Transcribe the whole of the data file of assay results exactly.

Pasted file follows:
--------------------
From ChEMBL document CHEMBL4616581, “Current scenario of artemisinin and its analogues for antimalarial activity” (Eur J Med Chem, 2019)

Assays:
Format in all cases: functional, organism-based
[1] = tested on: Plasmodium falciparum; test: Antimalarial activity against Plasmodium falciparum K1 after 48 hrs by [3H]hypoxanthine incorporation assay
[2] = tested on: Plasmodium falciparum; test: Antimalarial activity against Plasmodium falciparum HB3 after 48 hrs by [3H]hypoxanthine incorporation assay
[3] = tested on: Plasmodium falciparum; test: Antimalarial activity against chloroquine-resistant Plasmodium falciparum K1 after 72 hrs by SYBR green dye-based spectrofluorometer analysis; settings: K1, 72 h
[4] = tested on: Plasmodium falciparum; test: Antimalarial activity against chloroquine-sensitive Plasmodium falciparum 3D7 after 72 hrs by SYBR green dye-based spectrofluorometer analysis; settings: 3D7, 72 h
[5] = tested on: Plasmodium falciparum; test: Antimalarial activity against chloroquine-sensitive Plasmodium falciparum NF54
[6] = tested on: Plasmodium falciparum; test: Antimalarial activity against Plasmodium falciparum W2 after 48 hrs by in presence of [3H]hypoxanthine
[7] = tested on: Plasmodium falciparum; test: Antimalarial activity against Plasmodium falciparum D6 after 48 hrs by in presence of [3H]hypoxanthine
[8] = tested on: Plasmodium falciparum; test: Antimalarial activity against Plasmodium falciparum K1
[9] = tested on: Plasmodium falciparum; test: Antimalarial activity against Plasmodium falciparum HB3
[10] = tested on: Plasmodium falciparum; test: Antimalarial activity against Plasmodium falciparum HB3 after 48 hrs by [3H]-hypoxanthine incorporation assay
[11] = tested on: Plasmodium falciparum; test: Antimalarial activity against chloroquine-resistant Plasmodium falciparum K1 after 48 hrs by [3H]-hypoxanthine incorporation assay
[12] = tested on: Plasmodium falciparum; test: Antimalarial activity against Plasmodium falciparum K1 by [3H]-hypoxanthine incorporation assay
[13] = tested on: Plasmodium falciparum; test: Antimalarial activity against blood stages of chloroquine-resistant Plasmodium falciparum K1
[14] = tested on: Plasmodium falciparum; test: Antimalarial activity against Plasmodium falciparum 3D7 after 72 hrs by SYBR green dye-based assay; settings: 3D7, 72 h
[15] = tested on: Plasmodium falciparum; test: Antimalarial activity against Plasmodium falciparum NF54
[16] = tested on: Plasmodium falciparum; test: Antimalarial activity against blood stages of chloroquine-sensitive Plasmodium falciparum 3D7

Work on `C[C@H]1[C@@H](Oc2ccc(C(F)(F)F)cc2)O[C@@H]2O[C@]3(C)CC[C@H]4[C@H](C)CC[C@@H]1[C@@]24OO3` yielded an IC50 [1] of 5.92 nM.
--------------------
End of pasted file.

From ChEMBL document CHEMBL4616581, “Current scenario of artemisinin and its analogues for antimalarial activity” (Eur J Med Chem, 2019)

Assays:
Format in all cases: functional, organism-based
[1] = tested on: Plasmodium falciparum; test: Antimalarial activity against Plasmodium falciparum K1 after 48 hrs by [3H]hypoxanthine incorporation assay
[2] = tested on: Plasmodium falciparum; test: Antimalarial activity against Plasmodium falciparum HB3 after 48 hrs by [3H]hypoxanthine incorporation assay
[3] = tested on: Plasmodium falciparum; test: Antimalarial activity against chloroquine-resistant Plasmodium falciparum K1 after 72 hrs by SYBR green dye-based spectrofluorometer analysis; settings: K1, 72 h
[4] = tested on: Plasmodium falciparum; test: Antimalarial activity against chloroquine-sensitive Plasmodium falciparum 3D7 after 72 hrs by SYBR green dye-based spectrofluorometer analysis; settings: 3D7, 72 h
[5] = tested on: Plasmodium falciparum; test: Antimalarial activity against chloroquine-sensitive Plasmodium falciparum NF54
[6] = tested on: Plasmodium falciparum; test: Antimalarial activity against Plasmodium falciparum W2 after 48 hrs by in presence of [3H]hypoxanthine
[7] = tested on: Plasmodium falciparum; test: Antimalarial activity against Plasmodium falciparum D6 after 48 hrs by in presence of [3H]hypoxanthine
[8] = tested on: Plasmodium falciparum; test: Antimalarial activity against Plasmodium falciparum K1
[9] = tested on: Plasmodium falciparum; test: Antimalarial activity against Plasmodium falciparum HB3
[10] = tested on: Plasmodium falciparum; test: Antimalarial activity against Plasmodium falciparum HB3 after 48 hrs by [3H]-hypoxanthine incorporation assay
[11] = tested on: Plasmodium falciparum; test: Antimalarial activity against chloroquine-resistant Plasmodium falciparum K1 after 48 hrs by [3H]-hypoxanthine incorporation assay
[12] = tested on: Plasmodium falciparum; test: Antimalarial activity against Plasmodium falciparum K1 by [3H]-hypoxanthine incorporation assay
[13] = tested on: Plasmodium falciparum; test: Antimalarial activity against blood stages of chloroquine-resistant Plasmodium falciparum K1
[14] = tested on: Plasmodium falciparum; test: Antimalarial activity against Plasmodium falciparum 3D7 after 72 hrs by SYBR green dye-based assay; settings: 3D7, 72 h
[15] = tested on: Plasmodium falciparum; test: Antimalarial activity against Plasmodium falciparum NF54
[16] = tested on: Plasmodium falciparum; test: Antimalarial activity against blood stages of chloroquine-sensitive Plasmodium falciparum 3D7

Work on `C[C@H]1[C@@H](Oc2ccc(C(F)(F)F)cc2)O[C@@H]2O[C@]3(C)CC[C@H]4[C@H](C)CC[C@@H]1[C@@]24OO3` yielded an IC50 [1] of 5.92 nM.